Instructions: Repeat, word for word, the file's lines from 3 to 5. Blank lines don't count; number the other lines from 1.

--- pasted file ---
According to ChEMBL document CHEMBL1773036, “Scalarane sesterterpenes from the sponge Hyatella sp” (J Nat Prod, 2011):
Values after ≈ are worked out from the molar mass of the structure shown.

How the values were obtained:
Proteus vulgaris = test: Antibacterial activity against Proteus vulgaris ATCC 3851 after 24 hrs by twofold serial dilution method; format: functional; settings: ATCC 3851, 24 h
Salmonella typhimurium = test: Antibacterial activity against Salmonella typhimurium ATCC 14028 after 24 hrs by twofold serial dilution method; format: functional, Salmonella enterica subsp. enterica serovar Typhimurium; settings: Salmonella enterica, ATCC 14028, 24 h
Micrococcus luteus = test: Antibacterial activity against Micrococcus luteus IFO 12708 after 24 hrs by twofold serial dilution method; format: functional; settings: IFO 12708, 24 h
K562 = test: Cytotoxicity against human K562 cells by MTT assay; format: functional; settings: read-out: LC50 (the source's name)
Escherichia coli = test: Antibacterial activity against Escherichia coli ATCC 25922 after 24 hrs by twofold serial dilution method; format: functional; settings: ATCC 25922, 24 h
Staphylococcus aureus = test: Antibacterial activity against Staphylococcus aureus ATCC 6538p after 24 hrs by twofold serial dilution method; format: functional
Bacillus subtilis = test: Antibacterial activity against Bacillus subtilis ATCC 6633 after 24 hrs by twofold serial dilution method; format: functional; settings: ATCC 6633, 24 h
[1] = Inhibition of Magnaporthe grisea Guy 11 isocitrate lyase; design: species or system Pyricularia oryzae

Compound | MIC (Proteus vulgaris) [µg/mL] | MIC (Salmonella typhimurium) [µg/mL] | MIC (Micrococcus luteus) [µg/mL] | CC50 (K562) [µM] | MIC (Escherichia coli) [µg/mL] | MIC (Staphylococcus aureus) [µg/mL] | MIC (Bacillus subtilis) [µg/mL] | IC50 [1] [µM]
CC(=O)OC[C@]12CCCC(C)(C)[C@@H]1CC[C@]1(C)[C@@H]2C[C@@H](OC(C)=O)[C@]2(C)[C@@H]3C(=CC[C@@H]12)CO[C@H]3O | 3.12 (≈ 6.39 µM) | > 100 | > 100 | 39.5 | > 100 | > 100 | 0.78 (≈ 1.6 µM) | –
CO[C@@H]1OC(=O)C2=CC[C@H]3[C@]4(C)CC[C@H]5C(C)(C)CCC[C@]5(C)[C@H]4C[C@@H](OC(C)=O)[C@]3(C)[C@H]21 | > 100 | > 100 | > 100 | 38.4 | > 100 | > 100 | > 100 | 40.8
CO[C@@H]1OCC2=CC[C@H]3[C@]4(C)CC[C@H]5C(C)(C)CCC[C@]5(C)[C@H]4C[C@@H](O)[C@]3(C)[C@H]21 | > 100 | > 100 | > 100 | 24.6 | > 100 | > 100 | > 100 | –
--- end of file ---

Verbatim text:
How the values were obtained:
Proteus vulgaris = test: Antibacterial activity against Proteus vulgaris ATCC 3851 after 24 hrs by twofold serial dilution method; format: functional; settings: ATCC 3851, 24 h
Salmonella typhimurium = test: Antibacterial activity against Salmonella typhimurium ATCC 14028 after 24 hrs by twofold serial dilution method; format: functional, Salmonella enterica subsp. enterica serovar Typhimurium; settings: Salmonella enterica, ATCC 14028, 24 h